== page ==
Zak Belica: Plot, as it should, will serve to develop the gameplay during the course of the player's travels. Simpler gameplay will occur at the beginning of the game, and will develop into more difficult and complex situations as the game develops. We're definitely going for a balance between action and puzzles, often times combining the two.

Robert Atkins: With any Heavy Metal property, beautiful graphics are expected, but it's the twisted and unexpected stories are what keep the audiences attention. The game falls inline with that way of thinking.

We started development by approaching the game much like a screenwriter does. We laid the entire story out, with dialog, in screenplay format. With this as the foundation, we started to add the game components around the story. The game locations, scenes, all aspects were built from the story. We are finding that this is a very healthy way of designing games, it's in total contrast to most action games which retro fit a story after the game is complete. When playing the difference will become obvious and welcomed. Heavy Metal F.A.K.K. 2 features a female main character. This is something that is becoming very common, and particularly in 3rd person perspective games. What are in your opinion the real reasons behind this choice?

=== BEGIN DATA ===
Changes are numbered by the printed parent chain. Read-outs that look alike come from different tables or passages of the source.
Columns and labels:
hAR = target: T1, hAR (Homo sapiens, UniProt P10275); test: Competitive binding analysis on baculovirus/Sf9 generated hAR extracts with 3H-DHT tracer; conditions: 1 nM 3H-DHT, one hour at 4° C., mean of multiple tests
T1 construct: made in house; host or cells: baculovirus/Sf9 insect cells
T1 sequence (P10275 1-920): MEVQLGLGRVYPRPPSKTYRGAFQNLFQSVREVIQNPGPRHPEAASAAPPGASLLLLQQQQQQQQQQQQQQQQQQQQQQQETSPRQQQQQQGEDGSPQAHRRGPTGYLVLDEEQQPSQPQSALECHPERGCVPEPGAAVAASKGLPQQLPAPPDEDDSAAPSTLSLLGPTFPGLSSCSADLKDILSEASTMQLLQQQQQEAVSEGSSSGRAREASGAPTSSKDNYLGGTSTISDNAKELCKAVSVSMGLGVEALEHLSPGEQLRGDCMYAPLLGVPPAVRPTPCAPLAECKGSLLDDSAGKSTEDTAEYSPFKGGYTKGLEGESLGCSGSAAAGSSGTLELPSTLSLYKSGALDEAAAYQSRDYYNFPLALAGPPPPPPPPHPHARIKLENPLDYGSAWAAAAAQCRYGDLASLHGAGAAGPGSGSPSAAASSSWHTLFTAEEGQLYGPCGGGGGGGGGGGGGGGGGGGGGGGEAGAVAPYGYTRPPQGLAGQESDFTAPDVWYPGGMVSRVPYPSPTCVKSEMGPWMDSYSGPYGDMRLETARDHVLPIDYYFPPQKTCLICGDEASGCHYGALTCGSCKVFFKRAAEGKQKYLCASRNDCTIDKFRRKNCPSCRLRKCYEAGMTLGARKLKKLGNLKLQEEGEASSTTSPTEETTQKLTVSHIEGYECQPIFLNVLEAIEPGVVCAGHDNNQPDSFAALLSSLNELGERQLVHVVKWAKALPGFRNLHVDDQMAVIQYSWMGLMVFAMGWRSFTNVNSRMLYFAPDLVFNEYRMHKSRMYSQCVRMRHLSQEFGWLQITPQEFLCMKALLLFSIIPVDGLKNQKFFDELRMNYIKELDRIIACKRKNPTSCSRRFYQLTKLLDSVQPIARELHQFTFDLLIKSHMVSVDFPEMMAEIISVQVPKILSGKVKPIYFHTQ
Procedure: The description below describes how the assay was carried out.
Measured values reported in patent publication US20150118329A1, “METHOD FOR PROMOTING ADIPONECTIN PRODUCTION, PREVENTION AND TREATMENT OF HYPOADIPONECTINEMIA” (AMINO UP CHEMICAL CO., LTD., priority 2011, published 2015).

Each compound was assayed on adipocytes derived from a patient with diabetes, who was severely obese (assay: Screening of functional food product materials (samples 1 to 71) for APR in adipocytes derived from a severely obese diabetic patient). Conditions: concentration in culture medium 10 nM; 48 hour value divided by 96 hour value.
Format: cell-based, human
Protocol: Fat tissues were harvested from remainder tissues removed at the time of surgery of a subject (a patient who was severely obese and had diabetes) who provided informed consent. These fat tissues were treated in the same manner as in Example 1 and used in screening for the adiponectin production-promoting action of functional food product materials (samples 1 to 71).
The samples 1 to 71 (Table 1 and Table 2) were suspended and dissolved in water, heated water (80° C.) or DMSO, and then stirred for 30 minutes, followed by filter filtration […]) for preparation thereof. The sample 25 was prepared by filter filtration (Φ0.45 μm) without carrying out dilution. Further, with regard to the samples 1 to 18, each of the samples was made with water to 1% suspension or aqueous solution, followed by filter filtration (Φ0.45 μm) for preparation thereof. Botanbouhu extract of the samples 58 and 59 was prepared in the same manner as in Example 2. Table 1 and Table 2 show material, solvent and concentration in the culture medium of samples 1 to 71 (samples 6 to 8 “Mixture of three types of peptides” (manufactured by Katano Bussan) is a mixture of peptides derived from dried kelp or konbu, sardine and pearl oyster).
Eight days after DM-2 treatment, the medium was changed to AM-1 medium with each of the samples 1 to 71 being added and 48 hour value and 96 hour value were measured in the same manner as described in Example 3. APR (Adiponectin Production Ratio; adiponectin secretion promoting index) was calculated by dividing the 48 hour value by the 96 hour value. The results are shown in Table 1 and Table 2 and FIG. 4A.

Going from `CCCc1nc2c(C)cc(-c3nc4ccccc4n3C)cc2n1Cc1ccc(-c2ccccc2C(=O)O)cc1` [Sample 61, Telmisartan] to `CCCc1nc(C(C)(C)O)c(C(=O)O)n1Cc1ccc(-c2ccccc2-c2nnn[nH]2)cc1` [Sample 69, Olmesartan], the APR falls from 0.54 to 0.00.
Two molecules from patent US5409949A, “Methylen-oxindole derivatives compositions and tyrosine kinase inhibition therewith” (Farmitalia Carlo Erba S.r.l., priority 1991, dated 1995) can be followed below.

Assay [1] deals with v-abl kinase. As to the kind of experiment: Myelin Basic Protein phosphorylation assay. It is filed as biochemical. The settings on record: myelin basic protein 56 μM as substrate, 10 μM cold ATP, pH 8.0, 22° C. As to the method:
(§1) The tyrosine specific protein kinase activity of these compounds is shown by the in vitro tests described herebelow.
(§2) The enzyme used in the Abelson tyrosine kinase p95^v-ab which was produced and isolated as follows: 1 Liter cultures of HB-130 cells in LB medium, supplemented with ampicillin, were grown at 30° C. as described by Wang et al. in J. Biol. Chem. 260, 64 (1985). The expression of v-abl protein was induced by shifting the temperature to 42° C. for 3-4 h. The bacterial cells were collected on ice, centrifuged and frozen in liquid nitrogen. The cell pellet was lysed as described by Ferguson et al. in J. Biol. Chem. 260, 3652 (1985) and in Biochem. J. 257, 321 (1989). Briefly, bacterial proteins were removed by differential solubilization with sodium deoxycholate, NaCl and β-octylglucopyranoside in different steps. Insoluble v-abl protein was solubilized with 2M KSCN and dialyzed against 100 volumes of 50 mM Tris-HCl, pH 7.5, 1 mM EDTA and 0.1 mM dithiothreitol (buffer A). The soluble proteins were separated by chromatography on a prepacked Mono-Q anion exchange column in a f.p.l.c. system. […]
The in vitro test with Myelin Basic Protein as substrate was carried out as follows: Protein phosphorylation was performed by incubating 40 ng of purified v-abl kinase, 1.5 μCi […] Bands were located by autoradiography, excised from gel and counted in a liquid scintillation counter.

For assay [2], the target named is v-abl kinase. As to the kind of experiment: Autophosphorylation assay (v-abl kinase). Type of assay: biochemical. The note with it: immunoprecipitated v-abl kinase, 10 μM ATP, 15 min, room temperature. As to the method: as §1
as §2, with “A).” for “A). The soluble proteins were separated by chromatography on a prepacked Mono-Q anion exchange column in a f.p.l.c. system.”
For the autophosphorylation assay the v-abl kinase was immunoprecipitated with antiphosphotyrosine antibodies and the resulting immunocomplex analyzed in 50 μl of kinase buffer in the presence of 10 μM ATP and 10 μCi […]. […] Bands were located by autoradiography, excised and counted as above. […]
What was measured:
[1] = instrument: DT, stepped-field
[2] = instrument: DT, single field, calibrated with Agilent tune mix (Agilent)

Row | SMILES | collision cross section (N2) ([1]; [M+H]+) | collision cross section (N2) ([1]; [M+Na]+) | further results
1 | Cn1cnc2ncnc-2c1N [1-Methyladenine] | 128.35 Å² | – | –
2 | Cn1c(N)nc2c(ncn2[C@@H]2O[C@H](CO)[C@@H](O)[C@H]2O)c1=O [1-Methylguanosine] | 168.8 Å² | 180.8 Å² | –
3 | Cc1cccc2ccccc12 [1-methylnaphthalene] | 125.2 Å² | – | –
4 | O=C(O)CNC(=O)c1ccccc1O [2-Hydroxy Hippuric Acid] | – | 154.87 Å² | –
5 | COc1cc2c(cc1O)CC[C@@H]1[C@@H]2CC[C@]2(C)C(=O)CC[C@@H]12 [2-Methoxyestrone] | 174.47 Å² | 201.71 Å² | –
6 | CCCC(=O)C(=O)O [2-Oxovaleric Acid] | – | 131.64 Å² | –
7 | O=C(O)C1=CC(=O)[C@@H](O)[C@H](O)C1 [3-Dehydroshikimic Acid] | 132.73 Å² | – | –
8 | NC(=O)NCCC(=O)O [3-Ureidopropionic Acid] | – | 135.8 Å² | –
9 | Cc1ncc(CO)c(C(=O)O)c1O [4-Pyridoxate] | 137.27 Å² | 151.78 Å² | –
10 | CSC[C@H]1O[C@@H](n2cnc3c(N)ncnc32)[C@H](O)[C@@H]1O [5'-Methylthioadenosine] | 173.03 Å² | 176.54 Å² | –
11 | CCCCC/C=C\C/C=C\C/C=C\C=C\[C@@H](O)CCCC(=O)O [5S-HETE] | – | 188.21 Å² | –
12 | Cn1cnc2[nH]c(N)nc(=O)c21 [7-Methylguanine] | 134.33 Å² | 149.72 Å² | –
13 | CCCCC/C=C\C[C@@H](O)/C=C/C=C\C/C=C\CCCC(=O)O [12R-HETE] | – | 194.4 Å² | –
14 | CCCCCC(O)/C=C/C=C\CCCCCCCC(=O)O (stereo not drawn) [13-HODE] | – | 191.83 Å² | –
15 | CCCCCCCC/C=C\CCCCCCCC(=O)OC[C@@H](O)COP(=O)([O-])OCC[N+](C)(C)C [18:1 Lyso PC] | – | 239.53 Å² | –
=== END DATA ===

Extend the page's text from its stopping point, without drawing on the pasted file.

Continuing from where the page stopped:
Darrin Hart: Well, if you think about that for a moment it would seem that a female's shape is much more attractive in motion than a male's figure (speaking from a male's point of view). Personally, I would rather watch a nice female backside than male backside. For Heavy Metal F.A.K.K. 2 we based the character on a REAL person not the other way around. Julie Strain is the star of Heavy Metal 2000 and it was a natural choice to go with her character in our game. If it had been a male character that was the main character in the movie, then it would have been likely that he would have been our lead character in F.A.K.K. 2.